With the impetuosity of youth, when the race gun went off, I ran far harder than was sensible, and consequently suffered terribly for the next two hours to the fifth station, where the gods had kindly arranged a typhoon and the remainder of the race to the summit was called off.
I vowed never to do the race again. But that was some 15 years ago, and time dulls the pain and dims the memory. And so I found myself at the start line in Fuji-Yoshida once again, staring up at the massive bulk of Mt. Fuji, with the goal 21 km distant and almost 3000 meters higher.
With the aim merely being to finish within the cut-off of 4.5 hours, this time the “race” was actually enjoyable. Once the asphalt had finished after 11km and the climbing started, the last few months of being in the hills paid off and I could settle into a rhythm, checking the altimeter every 15 minutes and calculating estimated arrival time. I felt keenly aware of a responsibility to stay alive (I was not quite married last time) and so kept a steady, comfortable pace. Unfortunately, a 59-year-old man was not so lucky, becoming the first fatality in the 61 years that the race has been held.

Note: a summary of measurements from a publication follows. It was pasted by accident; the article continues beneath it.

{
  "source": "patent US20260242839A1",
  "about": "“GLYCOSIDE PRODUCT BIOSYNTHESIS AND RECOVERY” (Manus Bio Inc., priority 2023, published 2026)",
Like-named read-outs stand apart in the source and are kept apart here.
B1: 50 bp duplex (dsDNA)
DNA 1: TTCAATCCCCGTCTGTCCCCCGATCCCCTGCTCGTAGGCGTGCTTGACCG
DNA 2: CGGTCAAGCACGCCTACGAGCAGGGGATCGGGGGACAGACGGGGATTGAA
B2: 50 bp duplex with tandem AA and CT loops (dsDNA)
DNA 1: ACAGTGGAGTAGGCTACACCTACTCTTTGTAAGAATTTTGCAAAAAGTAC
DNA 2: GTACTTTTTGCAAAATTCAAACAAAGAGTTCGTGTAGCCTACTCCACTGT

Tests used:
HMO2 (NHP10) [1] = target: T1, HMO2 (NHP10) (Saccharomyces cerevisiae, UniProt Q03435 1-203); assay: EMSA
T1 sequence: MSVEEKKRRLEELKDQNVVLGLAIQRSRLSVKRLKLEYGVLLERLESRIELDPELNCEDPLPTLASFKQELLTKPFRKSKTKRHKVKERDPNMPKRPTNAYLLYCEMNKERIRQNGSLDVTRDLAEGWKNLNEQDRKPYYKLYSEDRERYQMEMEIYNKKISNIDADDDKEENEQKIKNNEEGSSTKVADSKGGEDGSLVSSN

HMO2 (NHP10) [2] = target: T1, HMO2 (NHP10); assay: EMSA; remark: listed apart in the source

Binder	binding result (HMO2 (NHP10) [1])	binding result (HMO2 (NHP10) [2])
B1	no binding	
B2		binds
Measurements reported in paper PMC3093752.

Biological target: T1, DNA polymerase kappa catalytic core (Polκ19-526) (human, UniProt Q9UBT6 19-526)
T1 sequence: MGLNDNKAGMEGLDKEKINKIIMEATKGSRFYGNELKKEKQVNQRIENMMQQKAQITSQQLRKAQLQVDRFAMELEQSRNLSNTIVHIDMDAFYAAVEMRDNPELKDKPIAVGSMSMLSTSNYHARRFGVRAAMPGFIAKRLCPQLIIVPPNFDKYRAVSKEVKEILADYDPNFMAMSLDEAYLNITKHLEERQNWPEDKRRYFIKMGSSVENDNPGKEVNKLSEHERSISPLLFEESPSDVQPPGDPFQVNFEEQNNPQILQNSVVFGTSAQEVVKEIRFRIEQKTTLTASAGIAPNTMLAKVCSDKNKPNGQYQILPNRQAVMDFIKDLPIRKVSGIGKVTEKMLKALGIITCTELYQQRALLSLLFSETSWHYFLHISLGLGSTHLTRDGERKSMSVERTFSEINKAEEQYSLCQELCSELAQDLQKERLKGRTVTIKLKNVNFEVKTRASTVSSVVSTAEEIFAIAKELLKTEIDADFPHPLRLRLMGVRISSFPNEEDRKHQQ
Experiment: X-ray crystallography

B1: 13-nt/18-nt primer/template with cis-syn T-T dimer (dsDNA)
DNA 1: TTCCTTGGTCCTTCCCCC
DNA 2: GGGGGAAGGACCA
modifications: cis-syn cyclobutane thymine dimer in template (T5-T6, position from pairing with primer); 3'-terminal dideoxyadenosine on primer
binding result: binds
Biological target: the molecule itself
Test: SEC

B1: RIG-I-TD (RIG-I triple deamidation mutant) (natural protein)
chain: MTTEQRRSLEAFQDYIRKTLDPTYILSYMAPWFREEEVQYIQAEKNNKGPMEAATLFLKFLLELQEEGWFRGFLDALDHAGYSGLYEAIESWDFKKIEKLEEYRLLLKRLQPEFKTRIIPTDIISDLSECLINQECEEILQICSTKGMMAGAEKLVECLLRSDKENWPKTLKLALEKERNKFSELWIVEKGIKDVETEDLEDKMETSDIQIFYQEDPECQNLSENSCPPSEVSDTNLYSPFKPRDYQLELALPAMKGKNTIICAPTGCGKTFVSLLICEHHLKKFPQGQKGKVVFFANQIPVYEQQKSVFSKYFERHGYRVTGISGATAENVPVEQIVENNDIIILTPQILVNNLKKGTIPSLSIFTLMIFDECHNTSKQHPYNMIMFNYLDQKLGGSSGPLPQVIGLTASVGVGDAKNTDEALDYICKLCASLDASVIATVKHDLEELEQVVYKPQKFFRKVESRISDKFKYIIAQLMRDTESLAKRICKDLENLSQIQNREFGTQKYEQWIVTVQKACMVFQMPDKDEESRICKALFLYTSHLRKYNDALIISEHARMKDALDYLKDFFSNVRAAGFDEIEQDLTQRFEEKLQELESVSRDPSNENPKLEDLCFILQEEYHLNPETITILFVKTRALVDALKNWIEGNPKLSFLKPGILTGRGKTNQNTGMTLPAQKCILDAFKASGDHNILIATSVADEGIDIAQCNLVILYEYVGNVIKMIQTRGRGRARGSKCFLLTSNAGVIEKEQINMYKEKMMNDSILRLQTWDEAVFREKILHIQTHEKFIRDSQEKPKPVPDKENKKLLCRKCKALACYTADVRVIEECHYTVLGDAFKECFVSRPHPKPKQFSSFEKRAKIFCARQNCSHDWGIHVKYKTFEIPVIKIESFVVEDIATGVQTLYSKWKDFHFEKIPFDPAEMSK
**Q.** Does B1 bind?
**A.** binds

I was surprised to see that, beyond the fifth station, the route was the regular hiking trail, which was packed with everyone from elementary schoolkids to octagenarians. More surprisingly, I saw no tension between the hikers and 3000+ runners, neither when hikers held up runners on narrow sections, nor when runners kicked up clouds of dust on the scree descent. I felt sorry for the unsuspecting hikers who happened to have picked the wrong day.
The best part about finishing is that I never, never have to do it again. Oh, except to take the dog up.